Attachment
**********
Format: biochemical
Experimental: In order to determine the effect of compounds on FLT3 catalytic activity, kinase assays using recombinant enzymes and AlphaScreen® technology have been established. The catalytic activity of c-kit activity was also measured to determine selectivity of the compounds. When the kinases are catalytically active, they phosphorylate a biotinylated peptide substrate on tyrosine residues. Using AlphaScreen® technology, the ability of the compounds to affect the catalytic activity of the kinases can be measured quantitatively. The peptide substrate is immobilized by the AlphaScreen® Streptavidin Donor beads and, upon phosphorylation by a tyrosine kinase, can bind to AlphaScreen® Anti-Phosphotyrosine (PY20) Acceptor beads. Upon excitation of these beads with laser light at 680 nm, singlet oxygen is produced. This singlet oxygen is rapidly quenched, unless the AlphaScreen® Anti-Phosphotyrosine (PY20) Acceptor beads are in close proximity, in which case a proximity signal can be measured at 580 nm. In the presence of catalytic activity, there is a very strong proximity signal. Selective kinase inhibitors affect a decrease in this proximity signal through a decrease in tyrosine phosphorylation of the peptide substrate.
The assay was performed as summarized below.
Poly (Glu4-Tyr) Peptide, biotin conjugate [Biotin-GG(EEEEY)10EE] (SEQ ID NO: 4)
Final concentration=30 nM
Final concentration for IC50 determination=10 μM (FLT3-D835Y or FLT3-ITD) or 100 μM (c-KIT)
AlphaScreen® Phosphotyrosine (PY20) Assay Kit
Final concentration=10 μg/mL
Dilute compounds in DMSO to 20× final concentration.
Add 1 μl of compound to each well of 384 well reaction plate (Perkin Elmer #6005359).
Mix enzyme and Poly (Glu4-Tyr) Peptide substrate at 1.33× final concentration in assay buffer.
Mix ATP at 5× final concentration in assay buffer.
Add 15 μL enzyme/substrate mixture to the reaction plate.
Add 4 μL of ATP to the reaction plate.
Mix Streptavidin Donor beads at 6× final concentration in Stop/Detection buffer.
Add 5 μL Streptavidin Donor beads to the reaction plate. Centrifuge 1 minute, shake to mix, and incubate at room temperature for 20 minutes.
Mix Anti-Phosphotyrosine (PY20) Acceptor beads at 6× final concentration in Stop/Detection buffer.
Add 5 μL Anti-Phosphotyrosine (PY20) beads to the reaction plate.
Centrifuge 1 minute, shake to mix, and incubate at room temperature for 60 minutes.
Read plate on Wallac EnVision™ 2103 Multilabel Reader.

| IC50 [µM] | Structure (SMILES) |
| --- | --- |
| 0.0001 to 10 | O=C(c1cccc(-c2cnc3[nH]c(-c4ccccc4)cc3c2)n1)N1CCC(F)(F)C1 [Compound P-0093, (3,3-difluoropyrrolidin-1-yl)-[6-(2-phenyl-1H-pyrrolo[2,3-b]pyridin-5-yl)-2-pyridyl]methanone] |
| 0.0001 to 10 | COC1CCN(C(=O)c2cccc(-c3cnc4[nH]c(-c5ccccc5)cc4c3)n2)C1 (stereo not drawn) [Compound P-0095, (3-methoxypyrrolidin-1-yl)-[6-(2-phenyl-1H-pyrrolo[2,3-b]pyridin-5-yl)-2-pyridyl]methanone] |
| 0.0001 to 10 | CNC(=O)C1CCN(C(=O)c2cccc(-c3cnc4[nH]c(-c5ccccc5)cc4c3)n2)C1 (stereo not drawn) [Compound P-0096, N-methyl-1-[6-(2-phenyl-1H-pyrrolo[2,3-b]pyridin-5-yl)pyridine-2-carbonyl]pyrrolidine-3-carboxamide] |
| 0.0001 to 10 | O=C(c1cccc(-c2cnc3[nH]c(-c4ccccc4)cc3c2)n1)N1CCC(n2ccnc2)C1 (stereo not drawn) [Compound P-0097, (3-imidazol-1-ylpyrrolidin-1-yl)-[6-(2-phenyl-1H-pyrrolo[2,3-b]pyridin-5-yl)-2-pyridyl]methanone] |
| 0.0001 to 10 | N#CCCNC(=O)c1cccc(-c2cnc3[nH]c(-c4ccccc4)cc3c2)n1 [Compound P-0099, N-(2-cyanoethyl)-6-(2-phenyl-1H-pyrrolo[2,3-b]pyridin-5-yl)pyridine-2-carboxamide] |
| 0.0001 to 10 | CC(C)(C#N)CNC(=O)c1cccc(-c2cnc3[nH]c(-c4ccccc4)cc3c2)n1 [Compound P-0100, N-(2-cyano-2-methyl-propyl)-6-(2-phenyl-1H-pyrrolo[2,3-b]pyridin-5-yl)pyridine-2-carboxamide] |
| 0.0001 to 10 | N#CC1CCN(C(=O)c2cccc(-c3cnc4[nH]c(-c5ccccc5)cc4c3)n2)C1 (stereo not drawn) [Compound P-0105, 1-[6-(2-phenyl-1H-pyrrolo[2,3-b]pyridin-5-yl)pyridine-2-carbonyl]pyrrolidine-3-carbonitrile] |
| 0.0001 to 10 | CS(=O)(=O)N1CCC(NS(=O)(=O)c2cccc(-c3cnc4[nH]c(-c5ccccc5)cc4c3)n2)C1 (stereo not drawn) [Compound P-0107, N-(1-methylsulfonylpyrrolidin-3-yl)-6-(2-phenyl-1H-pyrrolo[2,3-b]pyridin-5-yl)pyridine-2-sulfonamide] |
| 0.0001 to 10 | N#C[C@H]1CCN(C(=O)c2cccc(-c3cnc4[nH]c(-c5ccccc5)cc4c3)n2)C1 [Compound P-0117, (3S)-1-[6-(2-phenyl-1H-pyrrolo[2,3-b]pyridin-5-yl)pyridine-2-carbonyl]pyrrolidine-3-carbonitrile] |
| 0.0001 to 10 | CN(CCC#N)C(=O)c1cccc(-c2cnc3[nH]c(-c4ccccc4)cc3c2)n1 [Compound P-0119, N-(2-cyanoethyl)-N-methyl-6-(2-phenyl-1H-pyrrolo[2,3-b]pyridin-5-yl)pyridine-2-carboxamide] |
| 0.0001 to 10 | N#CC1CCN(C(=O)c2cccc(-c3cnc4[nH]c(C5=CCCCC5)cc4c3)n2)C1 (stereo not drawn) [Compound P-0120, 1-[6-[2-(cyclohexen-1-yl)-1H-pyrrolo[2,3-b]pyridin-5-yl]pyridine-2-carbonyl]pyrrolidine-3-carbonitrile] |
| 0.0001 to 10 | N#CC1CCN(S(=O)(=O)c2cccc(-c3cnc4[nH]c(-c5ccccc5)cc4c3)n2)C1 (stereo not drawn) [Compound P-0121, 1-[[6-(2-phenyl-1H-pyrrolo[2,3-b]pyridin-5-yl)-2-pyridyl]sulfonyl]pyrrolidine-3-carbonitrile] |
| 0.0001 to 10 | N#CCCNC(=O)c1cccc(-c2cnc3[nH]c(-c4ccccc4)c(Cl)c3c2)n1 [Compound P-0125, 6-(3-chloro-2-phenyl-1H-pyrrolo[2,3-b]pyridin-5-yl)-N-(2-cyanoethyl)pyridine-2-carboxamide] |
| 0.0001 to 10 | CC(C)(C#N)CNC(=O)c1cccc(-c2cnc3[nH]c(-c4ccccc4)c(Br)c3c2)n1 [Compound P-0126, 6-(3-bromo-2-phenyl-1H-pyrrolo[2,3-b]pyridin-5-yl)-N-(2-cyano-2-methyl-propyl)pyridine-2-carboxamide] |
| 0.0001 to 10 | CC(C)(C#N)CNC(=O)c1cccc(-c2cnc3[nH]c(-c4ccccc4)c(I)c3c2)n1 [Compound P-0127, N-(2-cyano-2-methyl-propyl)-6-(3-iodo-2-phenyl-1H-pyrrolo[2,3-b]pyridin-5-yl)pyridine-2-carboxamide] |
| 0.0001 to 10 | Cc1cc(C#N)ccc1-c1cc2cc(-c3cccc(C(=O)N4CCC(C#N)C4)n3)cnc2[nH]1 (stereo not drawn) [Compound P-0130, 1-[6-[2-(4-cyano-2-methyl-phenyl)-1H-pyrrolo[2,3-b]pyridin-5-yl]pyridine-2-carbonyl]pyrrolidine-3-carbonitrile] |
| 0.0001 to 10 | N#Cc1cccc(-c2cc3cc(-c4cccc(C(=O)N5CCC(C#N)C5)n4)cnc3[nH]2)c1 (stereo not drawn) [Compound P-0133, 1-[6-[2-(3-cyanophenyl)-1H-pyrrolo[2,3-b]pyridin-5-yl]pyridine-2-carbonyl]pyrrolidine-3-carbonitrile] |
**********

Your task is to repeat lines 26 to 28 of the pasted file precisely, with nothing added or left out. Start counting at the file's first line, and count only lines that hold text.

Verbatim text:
| 0.0001 to 10 | O=C(c1cccc(-c2cnc3[nH]c(-c4ccccc4)cc3c2)n1)N1CCC(n2ccnc2)C1 (stereo not drawn) [Compound P-0097, (3-imidazol-1-ylpyrrolidin-1-yl)-[6-(2-phenyl-1H-pyrrolo[2,3-b]pyridin-5-yl)-2-pyridyl]methanone] |
| 0.0001 to 10 | N#CCCNC(=O)c1cccc(-c2cnc3[nH]c(-c4ccccc4)cc3c2)n1 [Compound P-0099, N-(2-cyanoethyl)-6-(2-phenyl-1H-pyrrolo[2,3-b]pyridin-5-yl)pyridine-2-carboxamide] |
| 0.0001 to 10 | CC(C)(C#N)CNC(=O)c1cccc(-c2cnc3[nH]c(-c4ccccc4)cc3c2)n1 [Compound P-0100, N-(2-cyano-2-methyl-propyl)-6-(2-phenyl-1H-pyrrolo[2,3-b]pyridin-5-yl)pyridine-2-carboxamide] |